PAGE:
Merlin's magic and world is quite interwoven with religion. The story is set before the complete Christianisation of Britain and there are remnants of the Roman soldiers' worship of Mithras and the Britons' druidic beliefs running through the narrative. Merlin quite early on in the novel formulates his ideas about there being only one god, that all the gods are the same entity. A theme that feels rather current given the fact that humanity is still fighting about which god is the greater every day. Despite this interweaving however, the book doesn't feel like it is taken over by religious metaphors. Though one wonders how much the portrayal of women is influenced by early Christian teachings: the book is somewhat of a sausage fest with women relegated to the background and those women with an active part in the narrative are portrayed either as whores, saints, or both. The best example of the latter is Merlin's mother, the Lady Niniane, who bears a son out of wedlock, protects the identity of her son's father but not speaking of him ever, and who later comes to the faith and enters a nunnery, going from being a woman of loose morals to a holy sister. On the other end of the spectrum, there are Rowena, the Saxon Queen, Keridwen, Merlin's childhood love, and Ygraine, the woman Uther would make queen. They are all portrayed as dangerous, either on a personal level or to the kingdom, and they are all shown as women breaking faith, with the Church, with their marital vows, and with common humanity, this latter is especially true of Rowena, who is portrayed as purely evil.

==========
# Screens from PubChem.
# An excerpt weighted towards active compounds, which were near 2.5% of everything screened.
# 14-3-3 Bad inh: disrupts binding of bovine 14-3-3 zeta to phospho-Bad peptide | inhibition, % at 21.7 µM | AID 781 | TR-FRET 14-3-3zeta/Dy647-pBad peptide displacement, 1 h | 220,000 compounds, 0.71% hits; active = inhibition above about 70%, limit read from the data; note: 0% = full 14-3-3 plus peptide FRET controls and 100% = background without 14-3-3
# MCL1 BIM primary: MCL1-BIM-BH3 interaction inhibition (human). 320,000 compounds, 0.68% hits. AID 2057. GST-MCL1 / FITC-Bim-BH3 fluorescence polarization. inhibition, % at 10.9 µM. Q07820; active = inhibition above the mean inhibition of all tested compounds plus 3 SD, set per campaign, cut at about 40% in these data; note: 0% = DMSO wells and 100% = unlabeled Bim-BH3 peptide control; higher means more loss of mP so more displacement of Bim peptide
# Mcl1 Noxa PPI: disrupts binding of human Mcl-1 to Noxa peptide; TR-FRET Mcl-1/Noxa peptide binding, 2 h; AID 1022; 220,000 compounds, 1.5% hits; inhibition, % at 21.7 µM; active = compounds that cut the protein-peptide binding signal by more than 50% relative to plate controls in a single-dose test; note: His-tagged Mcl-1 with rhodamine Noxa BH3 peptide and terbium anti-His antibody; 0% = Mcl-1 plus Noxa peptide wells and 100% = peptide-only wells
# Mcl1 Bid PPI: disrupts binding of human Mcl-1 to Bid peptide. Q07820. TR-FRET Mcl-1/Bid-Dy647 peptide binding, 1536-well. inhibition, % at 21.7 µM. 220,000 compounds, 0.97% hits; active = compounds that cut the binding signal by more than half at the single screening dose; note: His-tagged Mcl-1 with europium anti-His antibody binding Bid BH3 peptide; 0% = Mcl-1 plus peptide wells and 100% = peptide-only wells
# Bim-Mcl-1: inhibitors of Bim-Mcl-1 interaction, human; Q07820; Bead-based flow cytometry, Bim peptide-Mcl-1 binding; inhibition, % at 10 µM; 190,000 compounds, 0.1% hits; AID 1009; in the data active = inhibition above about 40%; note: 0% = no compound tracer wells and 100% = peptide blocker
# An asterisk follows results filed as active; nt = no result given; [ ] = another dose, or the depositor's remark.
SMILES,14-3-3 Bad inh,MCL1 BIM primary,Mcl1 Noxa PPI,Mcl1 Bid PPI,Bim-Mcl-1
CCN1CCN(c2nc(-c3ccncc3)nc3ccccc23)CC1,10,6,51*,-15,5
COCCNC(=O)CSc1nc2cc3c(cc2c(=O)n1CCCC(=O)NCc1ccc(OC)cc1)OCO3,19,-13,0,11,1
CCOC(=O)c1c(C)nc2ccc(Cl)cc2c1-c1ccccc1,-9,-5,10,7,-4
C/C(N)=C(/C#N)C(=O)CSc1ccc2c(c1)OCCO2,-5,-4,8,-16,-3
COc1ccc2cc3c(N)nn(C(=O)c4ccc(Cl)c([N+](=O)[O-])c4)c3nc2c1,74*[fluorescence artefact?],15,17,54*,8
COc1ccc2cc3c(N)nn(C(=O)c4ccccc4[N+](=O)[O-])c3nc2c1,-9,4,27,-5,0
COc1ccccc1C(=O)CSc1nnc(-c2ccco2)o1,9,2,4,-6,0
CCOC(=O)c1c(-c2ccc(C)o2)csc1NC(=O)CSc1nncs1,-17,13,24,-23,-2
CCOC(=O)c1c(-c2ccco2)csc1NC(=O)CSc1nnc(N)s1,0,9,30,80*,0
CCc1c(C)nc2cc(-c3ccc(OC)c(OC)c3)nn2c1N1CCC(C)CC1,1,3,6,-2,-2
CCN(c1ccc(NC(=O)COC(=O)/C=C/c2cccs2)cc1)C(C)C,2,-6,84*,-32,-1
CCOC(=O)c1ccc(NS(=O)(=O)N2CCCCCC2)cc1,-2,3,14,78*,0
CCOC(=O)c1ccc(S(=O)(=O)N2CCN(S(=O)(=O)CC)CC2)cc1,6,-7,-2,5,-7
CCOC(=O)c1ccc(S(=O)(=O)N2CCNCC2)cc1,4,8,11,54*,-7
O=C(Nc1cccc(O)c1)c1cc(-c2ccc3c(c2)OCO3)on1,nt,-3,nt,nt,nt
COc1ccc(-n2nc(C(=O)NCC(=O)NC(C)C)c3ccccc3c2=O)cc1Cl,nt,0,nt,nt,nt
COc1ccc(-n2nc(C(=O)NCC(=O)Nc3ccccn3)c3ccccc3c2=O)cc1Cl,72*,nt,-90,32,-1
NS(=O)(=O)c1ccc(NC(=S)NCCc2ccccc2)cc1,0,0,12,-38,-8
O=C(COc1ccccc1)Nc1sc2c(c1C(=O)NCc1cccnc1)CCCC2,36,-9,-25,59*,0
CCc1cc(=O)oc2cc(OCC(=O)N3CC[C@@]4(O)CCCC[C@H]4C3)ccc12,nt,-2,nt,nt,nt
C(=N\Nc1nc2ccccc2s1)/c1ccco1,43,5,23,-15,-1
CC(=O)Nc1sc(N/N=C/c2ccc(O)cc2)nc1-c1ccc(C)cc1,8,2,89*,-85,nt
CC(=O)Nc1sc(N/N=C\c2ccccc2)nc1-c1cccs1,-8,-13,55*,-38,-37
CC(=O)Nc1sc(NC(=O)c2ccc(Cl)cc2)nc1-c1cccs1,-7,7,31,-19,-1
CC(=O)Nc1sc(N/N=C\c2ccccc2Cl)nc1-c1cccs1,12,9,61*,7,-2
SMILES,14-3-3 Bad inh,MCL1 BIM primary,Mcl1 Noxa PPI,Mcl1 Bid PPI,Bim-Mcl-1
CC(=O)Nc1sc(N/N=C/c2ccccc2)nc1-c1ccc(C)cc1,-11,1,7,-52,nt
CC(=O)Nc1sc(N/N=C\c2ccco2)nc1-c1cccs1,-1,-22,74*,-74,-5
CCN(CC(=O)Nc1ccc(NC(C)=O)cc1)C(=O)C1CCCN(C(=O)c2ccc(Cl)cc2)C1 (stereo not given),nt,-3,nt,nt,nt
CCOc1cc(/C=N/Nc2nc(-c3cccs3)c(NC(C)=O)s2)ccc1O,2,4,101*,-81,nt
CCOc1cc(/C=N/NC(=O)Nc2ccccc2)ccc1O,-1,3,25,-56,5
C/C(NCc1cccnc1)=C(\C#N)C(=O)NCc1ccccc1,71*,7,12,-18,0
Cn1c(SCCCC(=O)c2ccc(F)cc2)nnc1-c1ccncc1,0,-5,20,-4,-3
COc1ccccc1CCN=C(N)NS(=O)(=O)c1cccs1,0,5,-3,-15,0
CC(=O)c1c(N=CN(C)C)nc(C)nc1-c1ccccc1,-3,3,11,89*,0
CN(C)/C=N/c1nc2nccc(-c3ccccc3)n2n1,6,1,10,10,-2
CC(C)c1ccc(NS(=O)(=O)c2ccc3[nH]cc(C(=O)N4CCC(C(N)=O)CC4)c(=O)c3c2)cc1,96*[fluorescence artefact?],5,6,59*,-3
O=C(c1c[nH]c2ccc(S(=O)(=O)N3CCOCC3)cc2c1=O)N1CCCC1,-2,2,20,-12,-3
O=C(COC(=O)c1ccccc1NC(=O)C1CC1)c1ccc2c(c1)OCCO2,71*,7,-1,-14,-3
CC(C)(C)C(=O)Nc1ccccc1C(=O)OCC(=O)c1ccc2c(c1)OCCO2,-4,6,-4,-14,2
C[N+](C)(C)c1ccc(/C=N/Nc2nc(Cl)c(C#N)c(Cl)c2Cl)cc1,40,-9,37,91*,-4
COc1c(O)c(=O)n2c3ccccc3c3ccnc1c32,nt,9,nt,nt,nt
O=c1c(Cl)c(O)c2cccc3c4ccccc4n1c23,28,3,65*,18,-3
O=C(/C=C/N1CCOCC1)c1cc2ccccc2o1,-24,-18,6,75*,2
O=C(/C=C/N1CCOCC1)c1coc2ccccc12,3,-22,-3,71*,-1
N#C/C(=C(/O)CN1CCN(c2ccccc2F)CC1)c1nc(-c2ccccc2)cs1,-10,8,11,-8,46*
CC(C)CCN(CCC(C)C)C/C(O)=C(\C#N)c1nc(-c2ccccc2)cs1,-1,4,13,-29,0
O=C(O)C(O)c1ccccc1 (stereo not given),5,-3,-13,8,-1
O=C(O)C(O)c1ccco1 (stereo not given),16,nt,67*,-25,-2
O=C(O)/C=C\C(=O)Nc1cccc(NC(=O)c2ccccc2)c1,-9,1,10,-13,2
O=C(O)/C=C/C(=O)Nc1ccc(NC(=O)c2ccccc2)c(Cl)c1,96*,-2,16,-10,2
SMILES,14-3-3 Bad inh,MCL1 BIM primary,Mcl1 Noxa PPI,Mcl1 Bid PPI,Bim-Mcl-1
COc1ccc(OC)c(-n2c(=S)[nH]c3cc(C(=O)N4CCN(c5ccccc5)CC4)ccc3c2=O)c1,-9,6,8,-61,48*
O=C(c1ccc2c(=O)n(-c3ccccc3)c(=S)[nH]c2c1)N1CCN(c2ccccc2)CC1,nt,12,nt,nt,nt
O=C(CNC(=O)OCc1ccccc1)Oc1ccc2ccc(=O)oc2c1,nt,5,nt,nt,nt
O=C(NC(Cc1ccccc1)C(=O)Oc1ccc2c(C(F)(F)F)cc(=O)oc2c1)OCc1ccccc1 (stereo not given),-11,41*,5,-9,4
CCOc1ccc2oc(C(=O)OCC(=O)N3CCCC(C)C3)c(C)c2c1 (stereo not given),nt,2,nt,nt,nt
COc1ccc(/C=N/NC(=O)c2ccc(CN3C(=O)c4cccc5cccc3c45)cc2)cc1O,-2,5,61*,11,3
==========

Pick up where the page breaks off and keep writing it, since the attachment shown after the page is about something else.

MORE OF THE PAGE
What I did appreciate was the emphasis on the Romanised nature of pre-Arthurian Britain. It acknowledges that after the Romans left the country didn't just return to its 'barbarian' roots as if the lights of civilisation were switched off, but that people, especially powerful people, retain a veneer of Roman civic life. Stewart also mixes in historical figures such as Vortigern and Vortimer and the Saxon invasion that took place after the Romans left. Stewart creates such an intricate weaving of actual history and myth that at some points it gets hard to distinguish between the two.